Journal of the Southeastern Association of Fish and Wildlife Agencies

The Journal of the Southeastern Association of Fish and Wildlife Agencies (ISSN 2330-5142) presents papers that cover all aspects of the management and conservation of inland, estuarine, and marine fisheries and wildlife. It aims to provide a forum where fisheries and wildlife managers can find innovative solutions to the problems facing our natural resources in the 21st century. The Journal welcomes manuscripts that cover scientific studies, case studies, and review articles on a wide range of topics of interest and use to fish and wildlife managers, with an emphasis on the southeastern United States.


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Lynn D. Wright, Timothy J. Bister

1     Examining Hybrid Striped Bass Stocking Rates in Texas Reservoirs: A Trade-off between Abundance and Stocking Efficiency

M. Todd Driscoll, Jacob D. Norman

7    High Mortality of Largemouth Bass Implanted with Transmitters at Colder Water Temperatures

Brent J. Bellinger, Marcos J. De Jesús

14   Hydrilla Management Impacts on a Largemouth Bass Fishery: A Case for a Balanced Management Approach

Daniel L. Bennett, M. Todd Driscoll, Jacob D. Norman

Hybrid striped bass (HSB), which includes palmetto bass (female striped bass Morone saxatilis × male white bass M. chrysops) or its reciprocal sunshine bass (female white bass × male striped bass) support popular fisheries in many Texas reservoirs. Data from 41 reservoirs sampled using gill nets from 1996–2021 (total of 255 reservoir-yr) were used to develop stock-recruit models where fingerling stocking rates were used to predict CPUE of adults in gill nets. Adult relative abundance was described using two size classes based on the statewide 458-mm minimum length limit, catch of fish below (CPUESUB) and above (CPUE458) the limit. A linear mixed-effect model showed stocking rate explained 41–46% of variation in CPUE estimates.  Mean stocking rate from 3–4 yr prior to each gill-net sample were best for predicting recruits for the CPUE458 size class, while stocking rate calculations from years 3–5 and 3–6 explained less variation.

Biotelemetry via surgical implantation of an electronic tag is a common way to examine fish behavior and movement. Previous studies suggest higher post-operative survival should be expected when implanting tags at colder water temperatures. However, during the initial part of our study, all 26 adult largemouth bass (Micropterus salmoides) we implanted with transmitters at water temperatures from 14 to 17 C at Toledo Bend Reservoir, Texas, died within 4 wk post-surgery. To further investigate this phenomenon, we conducted two tagging trials at 13 C, observing post-operative mortality of 100% (n = 5) and 58% (n = 12); all fish that died developed external fungal infections (i.e., saprolegniasis). Post-operative survival was 100% in a third trial at 24 C (n = 6) and no fungal infections were observed. Subsequently, tagging mortality was ≤ 20% when 81 largemouth bass were tagged at water temperatures from 22 to 30 C at Toledo Bend and Lake Fork reservoirs.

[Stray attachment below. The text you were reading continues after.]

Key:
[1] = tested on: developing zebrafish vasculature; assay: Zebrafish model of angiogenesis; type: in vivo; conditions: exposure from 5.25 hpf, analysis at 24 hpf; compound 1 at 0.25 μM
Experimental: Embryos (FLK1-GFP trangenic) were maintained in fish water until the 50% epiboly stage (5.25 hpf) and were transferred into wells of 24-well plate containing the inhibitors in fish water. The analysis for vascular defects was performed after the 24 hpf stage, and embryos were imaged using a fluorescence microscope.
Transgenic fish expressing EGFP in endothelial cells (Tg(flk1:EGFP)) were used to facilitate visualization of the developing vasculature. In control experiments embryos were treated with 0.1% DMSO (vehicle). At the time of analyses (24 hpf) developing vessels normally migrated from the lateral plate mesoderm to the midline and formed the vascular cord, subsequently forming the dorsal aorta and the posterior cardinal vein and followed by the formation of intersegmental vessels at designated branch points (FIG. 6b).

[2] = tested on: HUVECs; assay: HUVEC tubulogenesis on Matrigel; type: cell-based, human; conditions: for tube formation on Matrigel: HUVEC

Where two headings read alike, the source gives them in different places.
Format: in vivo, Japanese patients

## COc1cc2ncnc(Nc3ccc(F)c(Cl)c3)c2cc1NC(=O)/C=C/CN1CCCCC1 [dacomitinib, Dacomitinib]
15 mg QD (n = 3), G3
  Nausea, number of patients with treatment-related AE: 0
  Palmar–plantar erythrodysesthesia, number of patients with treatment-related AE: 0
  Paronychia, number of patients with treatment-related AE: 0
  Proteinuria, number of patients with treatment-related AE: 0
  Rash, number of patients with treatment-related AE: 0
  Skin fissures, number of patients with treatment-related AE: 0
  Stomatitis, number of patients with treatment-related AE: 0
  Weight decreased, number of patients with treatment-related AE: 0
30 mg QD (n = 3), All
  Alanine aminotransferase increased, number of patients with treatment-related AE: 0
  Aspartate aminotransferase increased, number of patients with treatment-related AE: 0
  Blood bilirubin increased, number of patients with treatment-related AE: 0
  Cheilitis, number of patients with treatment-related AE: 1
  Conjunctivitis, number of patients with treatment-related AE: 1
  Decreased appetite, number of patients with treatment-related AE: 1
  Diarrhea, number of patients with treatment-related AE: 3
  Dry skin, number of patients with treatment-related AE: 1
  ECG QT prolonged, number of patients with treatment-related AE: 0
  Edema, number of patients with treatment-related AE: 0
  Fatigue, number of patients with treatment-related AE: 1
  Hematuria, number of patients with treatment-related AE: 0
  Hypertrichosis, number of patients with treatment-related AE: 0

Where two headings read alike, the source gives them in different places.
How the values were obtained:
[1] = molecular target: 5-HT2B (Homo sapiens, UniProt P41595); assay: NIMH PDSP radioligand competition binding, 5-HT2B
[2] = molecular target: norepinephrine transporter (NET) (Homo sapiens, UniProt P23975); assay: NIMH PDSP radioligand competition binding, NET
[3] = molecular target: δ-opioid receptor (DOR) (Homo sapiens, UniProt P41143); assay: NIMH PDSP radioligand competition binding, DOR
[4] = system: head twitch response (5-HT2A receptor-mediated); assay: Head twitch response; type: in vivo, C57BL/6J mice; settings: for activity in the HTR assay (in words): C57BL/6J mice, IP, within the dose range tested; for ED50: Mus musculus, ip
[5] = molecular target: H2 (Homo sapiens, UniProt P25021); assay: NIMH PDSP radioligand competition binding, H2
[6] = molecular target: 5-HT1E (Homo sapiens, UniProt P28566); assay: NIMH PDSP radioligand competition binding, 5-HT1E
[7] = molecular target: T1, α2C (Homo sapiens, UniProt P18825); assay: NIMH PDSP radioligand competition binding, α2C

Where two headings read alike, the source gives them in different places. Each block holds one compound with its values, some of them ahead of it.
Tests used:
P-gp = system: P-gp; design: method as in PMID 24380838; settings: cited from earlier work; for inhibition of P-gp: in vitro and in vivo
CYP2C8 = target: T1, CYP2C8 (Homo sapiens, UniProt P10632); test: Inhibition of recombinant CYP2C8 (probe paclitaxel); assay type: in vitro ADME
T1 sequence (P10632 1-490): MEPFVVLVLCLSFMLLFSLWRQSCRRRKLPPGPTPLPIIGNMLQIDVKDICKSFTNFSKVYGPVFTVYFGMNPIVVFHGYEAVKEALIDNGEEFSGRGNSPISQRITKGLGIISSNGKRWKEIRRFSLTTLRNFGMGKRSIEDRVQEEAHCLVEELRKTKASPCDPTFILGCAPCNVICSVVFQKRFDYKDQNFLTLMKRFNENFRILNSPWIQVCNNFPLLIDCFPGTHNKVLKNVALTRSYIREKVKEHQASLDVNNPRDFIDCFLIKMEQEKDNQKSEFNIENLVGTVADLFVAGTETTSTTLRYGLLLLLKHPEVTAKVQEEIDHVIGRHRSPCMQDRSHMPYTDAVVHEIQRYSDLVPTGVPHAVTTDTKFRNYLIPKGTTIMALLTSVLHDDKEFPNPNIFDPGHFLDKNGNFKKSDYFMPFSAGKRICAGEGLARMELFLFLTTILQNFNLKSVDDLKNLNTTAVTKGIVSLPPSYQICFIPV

Lake Austin, in central Texas, supported a popular trophy largemouth bass (Micropterus salmoides) fishery concomitant with conservative hydrilla (Hydrilla verticillata) management during the period 2002–2011. However, a change from this conservative approach to an aggressive stocking rate of triploid grass carp (Ctenopharyngodon idella) in response to excessive hydrilla growth between 2011–2013 subsequently resulted in the eradication of all submerged aquatic vegetation (SAV). The loss of SAV quickly changed the angling dynamics of the reservoir, resulting in a controversial decline in the quality angling experience. The objectives of this case study were to compare how available population metrics of largemouth bass and important prey fish differed between periods of SAV presence (1997–2013) and absence (2014–2022) to inform which SAV management approach better supports a sustainable trophy fishery goal.

An economic valuation of the recreational sport fishery of Lake Fork in northeast Texas was completed in 2014 and 2015, finding that angler direct expenditures totaled US$18.8 million annually on fishing trips to the reservoir. Although some largemouth bass (Micropterus salmoides) tournament anglers were included in that study, it did not assess economic impacts of six large (>200 participants) tournaments during the study period. Since 2006, largemouth bass tournament effort at Lake Fork has generally increased to comprise half of all fishing activity in the reservoir and is currently believed to account for most of the Lake Fork sport fishery’s economic value. This is despite supporting a renowned trophy fishery for largemouth bass managed by a highly restrictive slot-length limit that makes it difficult to conduct tournaments using traditional formats.